Certain conditions would favor such a positive turn of events. The present interaction among the Civic Crusade, the economic forces and the new international attitudes should be maintained; without these pressures, no transformation will take place. It is also important that a viable democratic alternative be proposed to the whole country and to the actors who have an important part in its future. An alternative has been proposed by the Christian Democratic Party, within the parameters agreed upon by the opposition democratic parties in their July manifesto. It encompasses three basic suggestions:
First, a call to the Panamanian Defense Forces to proceed to an institutional change in their command and take part in a joint civilian-military effort to design a new professional and constitutional role for their institution. This could include the creation of a Ministry of National Defense and Public Order to serve as the institutional link between the military and the president as head of state and supreme chief of the Defense Forces.
Second, the establishment of a three-member civilian junta to assure the rapid, peaceful transition toward a fully democratic government by way of general elections to be held, at the latest, within 18 months. Such a junta would integrate, in a spirit of national reconciliation, the three basic and diverse components of present-day Panama: the democratic opposition parties which won the 1984 elections and whose foremost leader is Dr. Arnulfo Arias Madrid; the Civic Crusade, which has been coordinating the main civic, professional and economic organizations of the country; and those in the present regime who accept the need for authentic democratization.
Third, once the commitment has been made to proceed with the institutional change in the military command, representatives of the aforementioned components of public life would draw up the specifics of the transitional government and its immediate tasks, which include reconstituting the key state offices, facing the socioeconomic and fiscal paralysis and preparing the country for orderly, democratic elections.
The people of Panama are living in great anxiety, but also with great hopes. The current attempt at participatory, peaceful democratization has convinced us that there is a Panamanian national will to create a democratic, just and sovereign society. Our efforts have brought a new understanding and some sympathy on the part of the international community. We hope to succeed in the only possible way, that is, under our own initiative. But we also hope that we can count, at long last, on the solidarity of democratic peoples and governments.
What we expect first is that the international community recognize General Noriega’s regime for what it is: an anti-democratic, repressive and corrupt regime, which frustrates the Panamanian people’s right to self-determination and which violates fundamental human and civil rights. The Civic Crusade should be recognized as expressing the wishes of the vast majority of the Panamanian people for a change in regime. Those who recognize these facts should act accordingly, withdrawing all forms of support from the present regime while respecting any binding treaty provisions, specifically those affecting Panama’s sovereignty over the Panama Canal.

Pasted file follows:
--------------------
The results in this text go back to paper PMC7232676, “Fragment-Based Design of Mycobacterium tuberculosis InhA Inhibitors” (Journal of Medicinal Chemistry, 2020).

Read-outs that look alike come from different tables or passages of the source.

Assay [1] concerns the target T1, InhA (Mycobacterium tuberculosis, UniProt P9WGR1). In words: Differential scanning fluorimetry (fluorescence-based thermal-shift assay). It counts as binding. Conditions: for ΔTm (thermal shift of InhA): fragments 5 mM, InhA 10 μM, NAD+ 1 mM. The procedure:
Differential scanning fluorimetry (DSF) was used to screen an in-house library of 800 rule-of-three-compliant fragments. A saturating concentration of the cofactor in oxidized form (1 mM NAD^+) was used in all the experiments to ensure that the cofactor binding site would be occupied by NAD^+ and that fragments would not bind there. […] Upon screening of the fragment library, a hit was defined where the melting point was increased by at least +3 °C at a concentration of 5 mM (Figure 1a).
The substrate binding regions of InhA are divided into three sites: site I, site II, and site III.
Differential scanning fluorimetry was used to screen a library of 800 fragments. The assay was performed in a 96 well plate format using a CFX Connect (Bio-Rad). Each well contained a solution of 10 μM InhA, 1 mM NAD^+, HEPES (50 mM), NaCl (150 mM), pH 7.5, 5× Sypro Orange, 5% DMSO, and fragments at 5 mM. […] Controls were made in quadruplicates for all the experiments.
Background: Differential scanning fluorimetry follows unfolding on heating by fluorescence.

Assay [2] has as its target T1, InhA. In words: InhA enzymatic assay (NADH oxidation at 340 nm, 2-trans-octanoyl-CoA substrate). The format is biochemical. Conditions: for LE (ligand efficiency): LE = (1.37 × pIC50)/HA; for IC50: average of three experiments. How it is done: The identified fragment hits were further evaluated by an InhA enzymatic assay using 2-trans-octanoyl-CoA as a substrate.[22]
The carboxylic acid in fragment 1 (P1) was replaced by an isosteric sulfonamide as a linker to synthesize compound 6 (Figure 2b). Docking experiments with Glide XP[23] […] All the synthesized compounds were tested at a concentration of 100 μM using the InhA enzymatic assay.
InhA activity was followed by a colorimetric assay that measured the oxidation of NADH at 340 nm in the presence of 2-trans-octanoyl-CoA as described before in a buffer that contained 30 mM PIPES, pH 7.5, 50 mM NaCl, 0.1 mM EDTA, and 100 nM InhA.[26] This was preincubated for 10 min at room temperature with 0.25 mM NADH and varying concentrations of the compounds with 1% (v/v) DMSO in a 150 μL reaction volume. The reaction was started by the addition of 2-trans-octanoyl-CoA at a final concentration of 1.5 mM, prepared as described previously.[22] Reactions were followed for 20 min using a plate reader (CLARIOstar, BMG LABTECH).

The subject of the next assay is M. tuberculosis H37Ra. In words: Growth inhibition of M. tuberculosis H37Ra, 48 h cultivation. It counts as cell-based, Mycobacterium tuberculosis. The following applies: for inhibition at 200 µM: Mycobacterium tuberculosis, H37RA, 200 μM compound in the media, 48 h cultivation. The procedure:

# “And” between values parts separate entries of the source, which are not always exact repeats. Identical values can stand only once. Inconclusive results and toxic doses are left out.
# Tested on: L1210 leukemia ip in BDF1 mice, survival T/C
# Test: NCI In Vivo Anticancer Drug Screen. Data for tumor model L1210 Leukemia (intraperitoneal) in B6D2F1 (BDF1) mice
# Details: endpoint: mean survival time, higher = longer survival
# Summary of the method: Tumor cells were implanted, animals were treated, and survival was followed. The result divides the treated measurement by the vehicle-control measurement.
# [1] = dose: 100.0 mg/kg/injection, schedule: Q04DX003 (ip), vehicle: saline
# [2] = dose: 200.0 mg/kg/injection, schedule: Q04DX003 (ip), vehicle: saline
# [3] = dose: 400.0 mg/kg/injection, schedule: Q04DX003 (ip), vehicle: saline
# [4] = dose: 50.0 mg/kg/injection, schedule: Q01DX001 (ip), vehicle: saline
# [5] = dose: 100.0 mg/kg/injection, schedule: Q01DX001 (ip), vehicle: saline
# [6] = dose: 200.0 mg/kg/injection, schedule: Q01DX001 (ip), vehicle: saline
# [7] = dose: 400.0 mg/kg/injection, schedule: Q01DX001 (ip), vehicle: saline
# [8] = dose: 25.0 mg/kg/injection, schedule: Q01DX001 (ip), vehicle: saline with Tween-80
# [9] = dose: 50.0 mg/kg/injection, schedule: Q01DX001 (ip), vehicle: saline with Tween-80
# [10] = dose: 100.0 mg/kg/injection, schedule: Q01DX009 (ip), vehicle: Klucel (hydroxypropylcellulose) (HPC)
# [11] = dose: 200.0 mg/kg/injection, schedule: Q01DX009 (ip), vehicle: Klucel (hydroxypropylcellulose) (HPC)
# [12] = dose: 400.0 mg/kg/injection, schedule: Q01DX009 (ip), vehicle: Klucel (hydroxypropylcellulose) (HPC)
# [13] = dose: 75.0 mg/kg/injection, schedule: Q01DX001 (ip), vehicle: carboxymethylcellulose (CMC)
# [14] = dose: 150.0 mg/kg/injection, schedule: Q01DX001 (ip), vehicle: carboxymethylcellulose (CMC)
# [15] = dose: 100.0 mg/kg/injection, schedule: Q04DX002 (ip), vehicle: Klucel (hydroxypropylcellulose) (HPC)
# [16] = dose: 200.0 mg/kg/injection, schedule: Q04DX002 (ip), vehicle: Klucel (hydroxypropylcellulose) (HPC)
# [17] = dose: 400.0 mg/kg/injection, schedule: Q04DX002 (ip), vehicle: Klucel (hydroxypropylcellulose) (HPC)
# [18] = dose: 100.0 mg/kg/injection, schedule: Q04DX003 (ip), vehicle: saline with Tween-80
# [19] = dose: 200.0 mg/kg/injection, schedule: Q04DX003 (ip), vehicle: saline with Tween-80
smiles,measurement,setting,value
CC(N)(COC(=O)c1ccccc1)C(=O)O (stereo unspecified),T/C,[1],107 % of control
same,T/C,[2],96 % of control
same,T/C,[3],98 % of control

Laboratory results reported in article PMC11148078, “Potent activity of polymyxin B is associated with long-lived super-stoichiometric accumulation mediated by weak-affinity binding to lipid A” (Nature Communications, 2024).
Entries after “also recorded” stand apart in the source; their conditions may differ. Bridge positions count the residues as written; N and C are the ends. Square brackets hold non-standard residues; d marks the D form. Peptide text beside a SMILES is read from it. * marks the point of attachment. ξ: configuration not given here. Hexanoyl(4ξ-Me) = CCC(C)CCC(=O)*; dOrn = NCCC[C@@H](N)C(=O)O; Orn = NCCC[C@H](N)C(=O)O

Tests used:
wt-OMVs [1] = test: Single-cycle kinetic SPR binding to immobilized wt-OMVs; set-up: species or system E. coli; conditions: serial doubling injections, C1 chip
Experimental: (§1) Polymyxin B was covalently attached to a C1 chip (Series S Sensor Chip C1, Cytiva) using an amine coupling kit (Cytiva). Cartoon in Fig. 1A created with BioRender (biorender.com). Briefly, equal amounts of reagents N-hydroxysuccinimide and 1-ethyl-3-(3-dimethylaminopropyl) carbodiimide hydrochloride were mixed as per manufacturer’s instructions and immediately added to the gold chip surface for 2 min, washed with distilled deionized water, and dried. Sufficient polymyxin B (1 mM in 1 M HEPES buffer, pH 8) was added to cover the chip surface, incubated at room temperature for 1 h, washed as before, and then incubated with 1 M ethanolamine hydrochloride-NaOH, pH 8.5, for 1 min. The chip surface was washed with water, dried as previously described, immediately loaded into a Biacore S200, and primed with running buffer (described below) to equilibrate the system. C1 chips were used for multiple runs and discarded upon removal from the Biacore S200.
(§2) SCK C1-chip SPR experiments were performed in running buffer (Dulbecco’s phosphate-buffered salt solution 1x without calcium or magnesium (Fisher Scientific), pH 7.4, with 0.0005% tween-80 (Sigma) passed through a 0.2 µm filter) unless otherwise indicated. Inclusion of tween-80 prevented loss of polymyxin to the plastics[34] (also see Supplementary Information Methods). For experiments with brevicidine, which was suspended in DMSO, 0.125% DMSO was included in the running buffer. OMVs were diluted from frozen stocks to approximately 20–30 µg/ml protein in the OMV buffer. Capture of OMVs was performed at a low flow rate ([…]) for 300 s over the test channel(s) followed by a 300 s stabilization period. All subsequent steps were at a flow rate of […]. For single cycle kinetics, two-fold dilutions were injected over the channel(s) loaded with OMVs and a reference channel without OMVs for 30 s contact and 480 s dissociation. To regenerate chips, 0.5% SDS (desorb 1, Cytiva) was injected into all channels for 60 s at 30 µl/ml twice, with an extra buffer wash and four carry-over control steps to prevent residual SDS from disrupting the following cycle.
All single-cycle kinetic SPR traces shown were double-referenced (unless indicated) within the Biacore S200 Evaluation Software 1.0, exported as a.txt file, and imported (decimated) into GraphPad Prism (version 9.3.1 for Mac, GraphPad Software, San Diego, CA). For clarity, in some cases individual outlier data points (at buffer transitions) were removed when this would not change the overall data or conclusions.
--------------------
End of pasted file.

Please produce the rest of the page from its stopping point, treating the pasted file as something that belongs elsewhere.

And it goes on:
The people of Panama seek some additional commitments from the United States. The United States should give some concrete assurances of its determination to work with a democratic Panama, on the basis of mutual respect for the national interests of each, regardless of the differences in power. Specific commitments need to be made now, to be fulfilled once democracy has been effectively established in Panama. Most helpful would be an agreement to revise Law 96-70, which regulates implementation of the Torrijos-Carter treaties and which has imposed restrictive and even unfair conditions.
The second commitment would be to undertake the widening of the canal’s Culebra Cut, which presently limits the canal’s usefulness. The revenues received roughly balance the operating costs; these cannot be substantially altered. Thus the Canal Commission is unable by itself to assume financial responsibility for such an undertaking. Widening this part of the canal would be beneficial to all who use it, including the United States, and would also help reactivate Panama’s economy.
From the peoples and governments of Latin America, Panamanians have some special expectations. Those who have enjoyed democracy for some years—and those who have recently recovered it—should not forget that they demanded and obtained international solidarity in their efforts to establish democracy and to consolidate it. Reasons of state or unwillingness to parallel U.S. policy do not excuse reticence or indifference when human rights and democracy are at stake.
Also, now that the Esquipulas II agreement among the Central American governments offers, for the first time, some hope for joint democratization and peace in that region, the democratic members of the Contadora Group and its Support Group should make it clear that the government of Panama cannot participate in the International Verification Commission meant to supervise compliance with the agreement’s provisions while it violates these provisions with regard to its own people. The Latin American democracies need to strengthen the authority of Contadora, both to help make Esquipulas II work and to establish a positive precedent of a Latin American solution to a Latin American problem. Overlooking the contradiction which the Panamanian government represents weakens Contadora’s authority at this crucial moment for the region and renders Latin America less responsible for itself.
We do not want others to do our job for us. We are doing it, and as Panamanians we are proud of that. But we do expect others to show solidarity. We need it and are not ashamed to say so, because no people is an island.